Mars Alive, from developer Future Tech and publisher Winking Entertainment, is a PSVR survival game that focuses on your escape from the red planet. Although it starts with a great idea, it’s often buggy and downright boring with design choices that confused and frustrated me. This is not a time to get your butt to Mars.
Mars Alive opens with a terrorist attack. As the survivor John Moon, you will work with another survivor named Jane to live long enough to go back to Earth. Although nothing really happens in the game, there is a story, and it’s sufficient to provide a rationale for the missions.
You can see the entire area and mission objectives by pulling up your map. You can manually add waypoints, but I had an error that kept me from removing waypoints I added to the map. Make sure you really want to mark something.
Since it’s a survival game, you will need to be out in the unfriendly Martian waste collecting materials. You can find items for food, water, oxygen, and raw materials, such as ore. You can locate them by scanning the area with a pulse which highlights the items close to you. The items and placement is mostly random.
You can check your current status by opening the inventory. The food, water, oxygen, and temperature gauges show your condition and allow you to grab something from the inventory if you are low. There is no gauge for sleep, so check your level at the nearest bed. Being tired will make your food and water resources less effective.
The rest of the materials are used for crafting at the 3D printer inside the working habitats you find. You can make upgrades, food, and process raw materials according to the recipes. Later areas allow for more improved versions of those upgrades. Depending on your habitat, the other items include a teleporter to move yourself or items to other explored locations, a storage chest for items, and an agriculture area for growing crops.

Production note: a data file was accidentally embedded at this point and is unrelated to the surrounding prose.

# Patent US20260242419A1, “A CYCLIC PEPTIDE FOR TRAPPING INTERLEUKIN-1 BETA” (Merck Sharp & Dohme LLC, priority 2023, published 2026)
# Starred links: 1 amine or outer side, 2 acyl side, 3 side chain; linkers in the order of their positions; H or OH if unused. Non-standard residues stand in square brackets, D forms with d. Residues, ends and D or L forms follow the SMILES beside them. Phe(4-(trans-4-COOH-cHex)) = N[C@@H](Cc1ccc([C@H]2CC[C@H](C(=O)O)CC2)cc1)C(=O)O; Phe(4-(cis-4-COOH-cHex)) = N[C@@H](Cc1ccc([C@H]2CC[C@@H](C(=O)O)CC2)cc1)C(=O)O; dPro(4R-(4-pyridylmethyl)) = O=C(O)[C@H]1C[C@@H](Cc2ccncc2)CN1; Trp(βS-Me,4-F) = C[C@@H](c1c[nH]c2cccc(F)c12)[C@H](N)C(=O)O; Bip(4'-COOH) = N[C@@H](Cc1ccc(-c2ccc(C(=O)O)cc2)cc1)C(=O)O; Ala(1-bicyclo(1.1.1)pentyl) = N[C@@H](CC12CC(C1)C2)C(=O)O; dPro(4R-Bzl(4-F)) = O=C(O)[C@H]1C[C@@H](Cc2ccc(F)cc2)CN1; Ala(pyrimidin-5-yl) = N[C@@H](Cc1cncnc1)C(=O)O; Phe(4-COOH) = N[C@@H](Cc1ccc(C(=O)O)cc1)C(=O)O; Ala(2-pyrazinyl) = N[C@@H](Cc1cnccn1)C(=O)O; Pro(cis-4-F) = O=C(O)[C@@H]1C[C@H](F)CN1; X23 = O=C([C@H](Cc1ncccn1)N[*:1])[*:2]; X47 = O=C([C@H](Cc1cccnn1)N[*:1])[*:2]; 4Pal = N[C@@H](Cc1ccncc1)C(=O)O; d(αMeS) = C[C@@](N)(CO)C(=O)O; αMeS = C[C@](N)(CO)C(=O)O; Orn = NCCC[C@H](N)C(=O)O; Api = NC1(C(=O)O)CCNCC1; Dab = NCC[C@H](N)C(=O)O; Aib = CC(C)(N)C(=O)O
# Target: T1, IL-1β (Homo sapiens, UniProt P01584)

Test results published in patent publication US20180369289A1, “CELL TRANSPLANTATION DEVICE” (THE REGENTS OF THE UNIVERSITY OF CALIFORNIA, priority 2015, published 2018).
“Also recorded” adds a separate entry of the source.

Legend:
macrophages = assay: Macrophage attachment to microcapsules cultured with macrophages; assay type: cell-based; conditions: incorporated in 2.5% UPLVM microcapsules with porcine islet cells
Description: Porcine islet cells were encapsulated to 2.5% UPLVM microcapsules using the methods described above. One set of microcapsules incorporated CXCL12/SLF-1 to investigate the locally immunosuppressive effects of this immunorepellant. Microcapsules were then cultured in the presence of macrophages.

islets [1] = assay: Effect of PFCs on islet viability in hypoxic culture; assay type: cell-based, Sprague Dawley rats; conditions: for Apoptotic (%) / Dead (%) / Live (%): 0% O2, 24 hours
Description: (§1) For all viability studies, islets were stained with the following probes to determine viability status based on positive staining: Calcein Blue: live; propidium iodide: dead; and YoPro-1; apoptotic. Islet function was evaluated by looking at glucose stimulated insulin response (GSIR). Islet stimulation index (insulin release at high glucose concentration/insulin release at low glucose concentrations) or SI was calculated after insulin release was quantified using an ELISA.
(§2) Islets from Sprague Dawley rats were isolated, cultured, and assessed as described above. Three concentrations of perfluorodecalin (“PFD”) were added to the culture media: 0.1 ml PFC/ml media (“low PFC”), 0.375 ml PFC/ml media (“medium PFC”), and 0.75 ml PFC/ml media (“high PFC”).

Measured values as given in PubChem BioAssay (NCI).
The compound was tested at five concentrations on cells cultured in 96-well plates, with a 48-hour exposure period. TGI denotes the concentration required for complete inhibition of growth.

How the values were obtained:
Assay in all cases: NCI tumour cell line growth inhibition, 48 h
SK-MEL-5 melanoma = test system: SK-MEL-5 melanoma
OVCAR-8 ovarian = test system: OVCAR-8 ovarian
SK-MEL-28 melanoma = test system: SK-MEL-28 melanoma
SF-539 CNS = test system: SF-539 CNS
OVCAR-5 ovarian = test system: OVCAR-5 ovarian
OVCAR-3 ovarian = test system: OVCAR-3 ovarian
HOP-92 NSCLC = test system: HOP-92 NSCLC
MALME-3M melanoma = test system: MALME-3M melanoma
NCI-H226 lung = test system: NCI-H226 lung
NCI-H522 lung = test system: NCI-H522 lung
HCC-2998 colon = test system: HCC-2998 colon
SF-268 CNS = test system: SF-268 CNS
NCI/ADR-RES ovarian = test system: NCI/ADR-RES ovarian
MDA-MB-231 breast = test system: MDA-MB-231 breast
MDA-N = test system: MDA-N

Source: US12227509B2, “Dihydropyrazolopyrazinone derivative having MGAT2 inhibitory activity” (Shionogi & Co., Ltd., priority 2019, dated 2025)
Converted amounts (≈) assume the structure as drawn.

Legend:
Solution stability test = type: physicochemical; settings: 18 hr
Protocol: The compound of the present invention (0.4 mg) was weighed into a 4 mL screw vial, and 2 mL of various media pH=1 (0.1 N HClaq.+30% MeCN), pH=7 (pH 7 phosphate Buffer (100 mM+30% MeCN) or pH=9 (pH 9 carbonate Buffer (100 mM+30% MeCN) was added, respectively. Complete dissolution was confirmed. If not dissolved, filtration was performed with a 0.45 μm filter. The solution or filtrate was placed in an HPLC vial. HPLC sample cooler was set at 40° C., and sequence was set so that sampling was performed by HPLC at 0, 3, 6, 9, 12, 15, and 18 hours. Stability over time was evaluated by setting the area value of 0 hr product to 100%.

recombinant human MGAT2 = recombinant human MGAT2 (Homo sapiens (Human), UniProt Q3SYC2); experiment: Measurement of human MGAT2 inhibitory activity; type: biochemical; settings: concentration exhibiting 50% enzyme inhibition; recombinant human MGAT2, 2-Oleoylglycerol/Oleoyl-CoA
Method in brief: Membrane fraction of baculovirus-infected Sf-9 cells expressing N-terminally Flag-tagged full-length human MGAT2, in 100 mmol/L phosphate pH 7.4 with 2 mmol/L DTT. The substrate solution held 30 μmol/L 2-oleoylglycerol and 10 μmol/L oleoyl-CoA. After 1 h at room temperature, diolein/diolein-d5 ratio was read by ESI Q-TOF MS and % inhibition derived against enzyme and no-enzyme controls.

You will collect items, but the survival part of the game is generally boring. Most of the time, I had enough food and water to stay alive as long as I kept searching. It’s random, so the one time I couldn’t find anything, I was dead. It doesn’t reward any strategy except going outside to grab things that might be there. Even though there were more upgrades, I didn’t need them or didn’t want to waste time trying to find the necessary materials.
Movement speed outside is OK, but, inside the habitat, prepare to move like molasses in January. Entering the habitat requires going through two hatches, one of which is visually pulled through your character’s head and body every time. Walking speed inside is painfully slow, but you can adjust how sharply you turn in the limited menu.
There are two vehicles for you to use. The MMR is a large transport vehicle, and the MER is an unmanned exploration vehicle. Both can be upgraded and can be recharged on pads at a habitat. Even with a couple of upgrades, it moves about as fast as you can walk. It just saves you food and water and keeps you warm. The MER can find a few extra supplies with more upgrades and runs through different waypoints you set.